“When we look at the CDC guidelines and look at the language and verbiage coming from the CDC, never once in any of the verbiage does it say mandate. It says recommendation, so the fact that we are adopting something that goes against even what the CDC is saying is just mind-boggling for me,” Boerenko said.
However, current guidance from the CDC states, “people, including children older than two, should wear a mask in indoor public places if they are not fully vaccinated, fully vaccinated and in an area with substantial or high transmission or fully vaccinated and with weakened immune systems.”
Every county across the state is currently considered to have high rates of coronavirus transmission with 100 or more news cases per 100,000 residents or a test positivity rate of 10% or higher on average over the last seven days, according to data from the CDC.
There have been 281 new coronavirus infections among Montgomery County residents and the test positivity rate has reached 11.7% over the last seven days, according to data from the CDC. Over the same week last year, approximately 166 residents tested positive for the virus, according to data from the state Department of Health.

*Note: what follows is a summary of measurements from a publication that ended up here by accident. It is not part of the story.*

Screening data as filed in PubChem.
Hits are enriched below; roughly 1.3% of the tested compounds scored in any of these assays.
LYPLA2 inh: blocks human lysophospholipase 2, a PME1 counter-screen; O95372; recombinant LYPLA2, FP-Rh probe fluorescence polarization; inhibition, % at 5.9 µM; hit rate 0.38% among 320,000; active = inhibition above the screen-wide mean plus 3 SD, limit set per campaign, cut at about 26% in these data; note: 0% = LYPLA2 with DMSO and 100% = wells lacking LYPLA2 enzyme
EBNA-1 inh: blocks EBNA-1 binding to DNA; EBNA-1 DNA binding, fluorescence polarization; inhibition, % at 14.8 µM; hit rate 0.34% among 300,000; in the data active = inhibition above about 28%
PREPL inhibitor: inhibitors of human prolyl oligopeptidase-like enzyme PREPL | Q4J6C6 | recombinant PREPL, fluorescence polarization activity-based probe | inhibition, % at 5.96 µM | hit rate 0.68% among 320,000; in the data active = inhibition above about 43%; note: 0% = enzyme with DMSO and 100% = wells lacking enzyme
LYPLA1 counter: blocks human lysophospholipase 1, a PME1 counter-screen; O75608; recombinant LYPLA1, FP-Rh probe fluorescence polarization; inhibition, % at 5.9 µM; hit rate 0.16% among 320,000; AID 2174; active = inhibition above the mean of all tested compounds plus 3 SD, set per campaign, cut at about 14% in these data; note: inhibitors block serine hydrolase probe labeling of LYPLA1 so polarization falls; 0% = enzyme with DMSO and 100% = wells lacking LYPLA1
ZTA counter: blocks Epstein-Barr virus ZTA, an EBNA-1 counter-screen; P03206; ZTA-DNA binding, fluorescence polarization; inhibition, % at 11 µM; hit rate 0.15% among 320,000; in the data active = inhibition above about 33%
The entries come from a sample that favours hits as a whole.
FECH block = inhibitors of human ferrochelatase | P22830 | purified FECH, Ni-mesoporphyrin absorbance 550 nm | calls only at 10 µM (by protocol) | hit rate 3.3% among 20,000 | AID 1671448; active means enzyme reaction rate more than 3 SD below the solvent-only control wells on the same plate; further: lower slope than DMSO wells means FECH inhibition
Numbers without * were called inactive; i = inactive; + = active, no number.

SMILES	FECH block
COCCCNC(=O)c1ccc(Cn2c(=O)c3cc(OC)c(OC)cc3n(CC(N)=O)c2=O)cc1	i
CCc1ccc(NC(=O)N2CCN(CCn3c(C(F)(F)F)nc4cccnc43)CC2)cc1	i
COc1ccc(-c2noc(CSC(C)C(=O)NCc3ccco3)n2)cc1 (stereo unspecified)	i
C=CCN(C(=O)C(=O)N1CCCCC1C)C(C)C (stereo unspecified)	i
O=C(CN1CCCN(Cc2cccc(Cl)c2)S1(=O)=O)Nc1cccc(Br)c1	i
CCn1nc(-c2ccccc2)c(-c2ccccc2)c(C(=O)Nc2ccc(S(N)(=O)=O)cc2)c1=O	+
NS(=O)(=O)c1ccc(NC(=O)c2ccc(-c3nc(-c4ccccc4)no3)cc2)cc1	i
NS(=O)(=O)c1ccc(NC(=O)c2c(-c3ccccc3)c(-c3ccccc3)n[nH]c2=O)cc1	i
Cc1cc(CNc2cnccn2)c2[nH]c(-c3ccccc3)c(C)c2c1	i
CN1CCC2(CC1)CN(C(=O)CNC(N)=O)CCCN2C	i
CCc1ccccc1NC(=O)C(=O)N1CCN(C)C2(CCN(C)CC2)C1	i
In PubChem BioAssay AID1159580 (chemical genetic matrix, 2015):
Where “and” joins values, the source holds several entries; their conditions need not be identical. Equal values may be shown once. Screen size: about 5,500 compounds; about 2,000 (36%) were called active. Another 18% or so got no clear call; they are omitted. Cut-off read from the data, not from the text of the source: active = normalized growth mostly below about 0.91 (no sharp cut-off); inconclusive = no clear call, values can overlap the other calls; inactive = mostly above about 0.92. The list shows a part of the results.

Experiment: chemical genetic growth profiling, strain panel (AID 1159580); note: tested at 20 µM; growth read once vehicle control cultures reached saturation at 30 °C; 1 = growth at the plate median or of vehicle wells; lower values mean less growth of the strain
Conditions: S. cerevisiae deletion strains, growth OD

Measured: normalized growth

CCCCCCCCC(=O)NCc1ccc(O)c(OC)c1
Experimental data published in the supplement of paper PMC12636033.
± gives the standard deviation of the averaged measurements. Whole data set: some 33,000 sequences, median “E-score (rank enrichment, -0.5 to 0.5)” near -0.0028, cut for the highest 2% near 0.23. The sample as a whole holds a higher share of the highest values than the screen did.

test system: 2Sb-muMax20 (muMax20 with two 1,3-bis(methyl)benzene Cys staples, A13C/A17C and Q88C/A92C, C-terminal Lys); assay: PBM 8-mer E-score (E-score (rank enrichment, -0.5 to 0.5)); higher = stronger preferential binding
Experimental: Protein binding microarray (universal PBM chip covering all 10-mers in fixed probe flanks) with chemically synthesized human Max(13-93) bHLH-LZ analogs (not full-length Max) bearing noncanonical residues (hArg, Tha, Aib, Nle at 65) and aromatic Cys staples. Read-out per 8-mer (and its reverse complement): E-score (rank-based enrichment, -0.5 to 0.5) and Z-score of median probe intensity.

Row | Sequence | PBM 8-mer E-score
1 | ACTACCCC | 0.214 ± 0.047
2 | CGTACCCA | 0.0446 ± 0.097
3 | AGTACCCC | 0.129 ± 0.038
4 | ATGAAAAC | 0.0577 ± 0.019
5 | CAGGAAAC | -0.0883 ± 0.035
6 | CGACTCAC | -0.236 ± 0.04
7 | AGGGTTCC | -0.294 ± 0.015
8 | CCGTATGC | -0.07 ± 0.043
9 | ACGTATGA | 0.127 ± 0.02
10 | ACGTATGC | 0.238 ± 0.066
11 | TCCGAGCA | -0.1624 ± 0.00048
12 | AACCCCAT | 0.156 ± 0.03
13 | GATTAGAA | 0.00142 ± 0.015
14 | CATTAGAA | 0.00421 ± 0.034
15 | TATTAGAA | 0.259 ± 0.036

Although public health experts have repeatedly stated that face masks help prevent the spread of the virus, Boerenko said only that wearing face coverings “should be a choice.”
“If you’re sick, please stay home. Call your primary care provider. Continue to wash your hands. If you choose to wear a mask, please do so to keep yourself safe, but do not act out in anger against someone who is keeping themselves healthy and taking precautions and has made a choice not to wear a mask,” Boerenko said.